© By Alfredo Borba - Own work, CC BY-SA 4.0, https://commons.wikimedia.org/w/index.php?curid=34671624
Charismatic and popular, a figure of openness and simplicity, Pope Francis has known how to spread his influence far beyond what might be considered the head of the Catholic Church’s constituency by speaking a language that believers and non-believers alike can relate to – no mean feat in an age where politicians and other public figures struggle to convince even their own supporters. With the fourth anniversary of start of his papacy taking place on March 13th, Leaders League profiles a communications genius.
While the majority of politicians struggle to unite their base, Pope Francis has seen his audience grow well beyond a pope’s traditional public. While their message at best goes unheard and at worst lacks credibility, his convinces the majority of people. Could it be that Pope Francis is a better communicator than our professional public figures? Judging by his popularity level, the answer is undoubtedly yes. And four years on from his election it’s difficult to explain away the phenomenon as simply the result of a contrasting approach to that of his predecessor, Benedict XVI, whose style was as aloof and austere as his successor’s is charismatic and sympathetic. For many, the reasons for the popularity of the Holy Father lie elsewhere. They are to be found first in the strength of a personality that goes against the grain of media outcry and political posturing; and second in the weaknesses of an era where such qualities as his are rare.
A deficient society
Ours is an era more receptive than ever to a discourse founded on values since these very values have virtually disappeared from the public sphere, where politicians supposedly embodying such values merely trumpet them on the campaign trail. What has permitted the rise of a deficient society and paved the way for someone such as Pope Francis who “speaks not only of values, but of universal values,” as Vincent Leclabart, founder of advertising agency Australie stresses. According to Mr. Leclabart this quality is an essential asset that makes his message “accessible to all.” And how much easier it is to get through to people when your message is open and direct – so different from the delivery we are used to hearing. Able to appeal to listeners who are sick of the same old sound-bites and the posturing common in communication, Pope Francis has also managed to shake up the internal workings of the church. “The Pope is a frank speaker and he uses this trait to change the dusty conventions of his institution while at the same time respecting the fundamental tenets of the Catholic Church and its position on issues such as assisted reproduction and gay marriage etc,” explains Mr. Leclabart. The result: he offers a consistency of message and an openness of approach, and this is the winning formula for reaching out to a new audience without alienating his core following.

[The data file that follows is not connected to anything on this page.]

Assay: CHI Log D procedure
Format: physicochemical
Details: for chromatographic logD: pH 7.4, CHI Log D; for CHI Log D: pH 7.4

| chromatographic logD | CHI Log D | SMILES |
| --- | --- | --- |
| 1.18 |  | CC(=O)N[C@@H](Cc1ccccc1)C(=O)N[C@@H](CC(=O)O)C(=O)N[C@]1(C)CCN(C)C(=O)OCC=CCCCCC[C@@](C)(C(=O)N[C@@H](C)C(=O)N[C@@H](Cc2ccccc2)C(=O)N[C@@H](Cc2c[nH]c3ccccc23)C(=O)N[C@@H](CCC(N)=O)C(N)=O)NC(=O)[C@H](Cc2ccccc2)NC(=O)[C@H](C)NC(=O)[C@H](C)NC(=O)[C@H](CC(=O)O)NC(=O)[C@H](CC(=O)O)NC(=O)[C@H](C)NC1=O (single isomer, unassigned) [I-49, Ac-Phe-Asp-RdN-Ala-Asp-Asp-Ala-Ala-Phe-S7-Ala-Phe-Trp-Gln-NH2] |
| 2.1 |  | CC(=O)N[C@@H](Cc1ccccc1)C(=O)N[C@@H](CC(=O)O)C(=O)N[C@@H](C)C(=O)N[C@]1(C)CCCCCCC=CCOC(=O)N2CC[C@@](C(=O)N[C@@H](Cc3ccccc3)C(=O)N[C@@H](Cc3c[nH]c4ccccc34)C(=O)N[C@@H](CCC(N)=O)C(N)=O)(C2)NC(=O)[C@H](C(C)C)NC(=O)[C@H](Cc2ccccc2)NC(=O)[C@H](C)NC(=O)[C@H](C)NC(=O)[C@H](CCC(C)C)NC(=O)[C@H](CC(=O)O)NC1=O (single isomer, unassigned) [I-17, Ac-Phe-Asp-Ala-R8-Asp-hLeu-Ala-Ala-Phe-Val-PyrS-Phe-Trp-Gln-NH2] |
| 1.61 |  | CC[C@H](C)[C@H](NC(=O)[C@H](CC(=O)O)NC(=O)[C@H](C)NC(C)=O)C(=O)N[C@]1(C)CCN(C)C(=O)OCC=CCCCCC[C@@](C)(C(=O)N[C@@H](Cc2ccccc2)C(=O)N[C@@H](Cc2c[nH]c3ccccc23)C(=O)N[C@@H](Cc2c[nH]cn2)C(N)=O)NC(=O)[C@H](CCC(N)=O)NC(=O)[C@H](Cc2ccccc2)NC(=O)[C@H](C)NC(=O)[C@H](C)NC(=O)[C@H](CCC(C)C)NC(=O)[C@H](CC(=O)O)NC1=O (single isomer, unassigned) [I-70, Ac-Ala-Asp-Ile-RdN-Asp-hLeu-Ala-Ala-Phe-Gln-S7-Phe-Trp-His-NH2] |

A strategy of rupture
Another key element in the Pope’s popularity: His follow-through. This is an asset as noticeable in the Pontiff as it is absent in others. For Denis Gancel, president of the W&cie agency, the effect of the contrast is here again decisive. “His capacity to influence comes from that fact that he backs up his words with actions,” he explains, “his actions are in sync with his words.” Not content to speak out about poverty, he elected quit the papal apartments in the Apostolic Palace for the more modest Saint Martha’s House. He has not only decried the lavish lifestyles of certain members of the religious elite, but created a commission to bring to an end this way of living, a break with tradition which marked the spirits from day one of his pontificat when, barely elected, he addressed the throng in St Peter’s Square and called upon each one to pray in silence. “In a dissonant society, one that’s cacophonous even he engenders silence, and therefore, listening,” points out Mr Gancel, “listening to God for believers, listening to others for everyone.” Added to this is physical charm, an essential ingredient in the construction of his image as in delivery of his message, estimates Arnaud Dupui-Castérès, a specialist in political communication and president of communications consultancy Vae Solis. “The fact that he is smiling, open and friendly makes it more likely that the listener will be receptive to what he has to say,” stresses Mr. Dupui-Castérès. “He manages to bring a simplicity to a role that is absolutely not simple.” Yet another rarity that is just what is these times call for, “allowing him to reach people who would not have been historically or naturally favorable.”
A keen sense of leadership and communication
And above all he dares to displease. Because the Pope is not satisfied with seducing, he attacks too. He does not hesitate to denounce, within his own institution, scandals and dysfunction laying out a vision that goes far beyond that of his pontificat. This make’s Pope Francis, according to Mr. Gancel, an authentic model of governance as well as a good communicator. “The fact that he backs up his words with actions, has his feet on the ground and has a long-term vision, mark Pope Francis out as a great leader,”he adds. All the more so as he has known how to make the most of his talents with proven efficiency. “He has built an image of openness on issues where there is a broad consensus – help for migrants, the fight against poverty – which speak to all of us, and allow him to be heard by all,” says Mr Dupui-Castérès “and that’s what good communication is, the art of spreading your power to influence.”
Article by Caroline Castets
Translated from French by Simon McGeady
Photo: By Alfredo Borba - Own work, CC BY-SA 4.0
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